Apologies in advance for a rather rushed surnames blog this week. I’ve been nursing an ailing desktop computer and it’s finally given up the ghost and about to depart for the great computer scrapyard in the sky (actually to be reborn via recycling). This has forced me to use a small laptop before I can set up a replacement PC. On top of that, yesterday was my second covid jab.
A reader asked last week whether there was a possible confusion in the 1400s or early 1500s between the surnames Trevithick and Tredinnick. The short answer is that I don’t know; I haven’t come across any direct evidence of the same individual switching between these two names. Let’s take an aggregate approach and see if it sheds any light. Here’s a map of the surname Tredinnick in the early period.
And for comparison here’s the map for Trevithick, taken from an earlier blog.
As we can see, there was some overlap in mid-Cornwall, although places called Tredenek were more common and, unlike Trevithick, found across Cornwall, east and west. The placename Tredinnick has at least two meanings. It can be bracken farm (originally Treredanek) or furze farm (Treveithinek), which are obviously close in meaning and can fall together, as they did.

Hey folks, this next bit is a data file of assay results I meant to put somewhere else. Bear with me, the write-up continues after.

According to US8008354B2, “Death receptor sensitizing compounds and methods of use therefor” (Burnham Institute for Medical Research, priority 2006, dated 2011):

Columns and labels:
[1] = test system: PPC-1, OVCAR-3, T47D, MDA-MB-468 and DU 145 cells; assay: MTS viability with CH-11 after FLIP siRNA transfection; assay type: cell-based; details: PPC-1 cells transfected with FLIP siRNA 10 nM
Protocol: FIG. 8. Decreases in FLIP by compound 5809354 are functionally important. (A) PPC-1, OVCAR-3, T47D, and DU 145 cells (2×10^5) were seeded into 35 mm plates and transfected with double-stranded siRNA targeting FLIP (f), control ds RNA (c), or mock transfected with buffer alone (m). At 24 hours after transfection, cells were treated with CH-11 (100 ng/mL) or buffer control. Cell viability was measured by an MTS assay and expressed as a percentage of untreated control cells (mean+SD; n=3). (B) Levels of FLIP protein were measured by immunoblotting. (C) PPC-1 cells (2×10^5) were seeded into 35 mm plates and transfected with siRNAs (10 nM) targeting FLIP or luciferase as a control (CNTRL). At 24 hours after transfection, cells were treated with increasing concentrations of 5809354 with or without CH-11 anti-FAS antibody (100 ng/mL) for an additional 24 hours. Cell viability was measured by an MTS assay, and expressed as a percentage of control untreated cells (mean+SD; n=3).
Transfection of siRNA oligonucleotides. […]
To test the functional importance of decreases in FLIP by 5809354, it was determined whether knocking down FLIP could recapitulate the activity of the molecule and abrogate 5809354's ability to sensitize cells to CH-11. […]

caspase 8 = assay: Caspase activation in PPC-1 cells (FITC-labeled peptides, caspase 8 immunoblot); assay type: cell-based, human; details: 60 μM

However, as Treveithinek was usually spelt Tredenek or Tredinek by the 1300s it seems unlikely to have become Trevithick, although this may have been more possible once the meaning of the names got lost.
This raises an interesting further question. Why did some common placenames (such as Tredinnick, with about a dozen instances) give rise to relatively few surnames? Was it just luck, down to the survival of family lines in the medieval period? Or was it something to do with Cornwall’s geography or its linguistic history?
I’ll leave it to you to ponder on that while I start to grapple with my new desktop.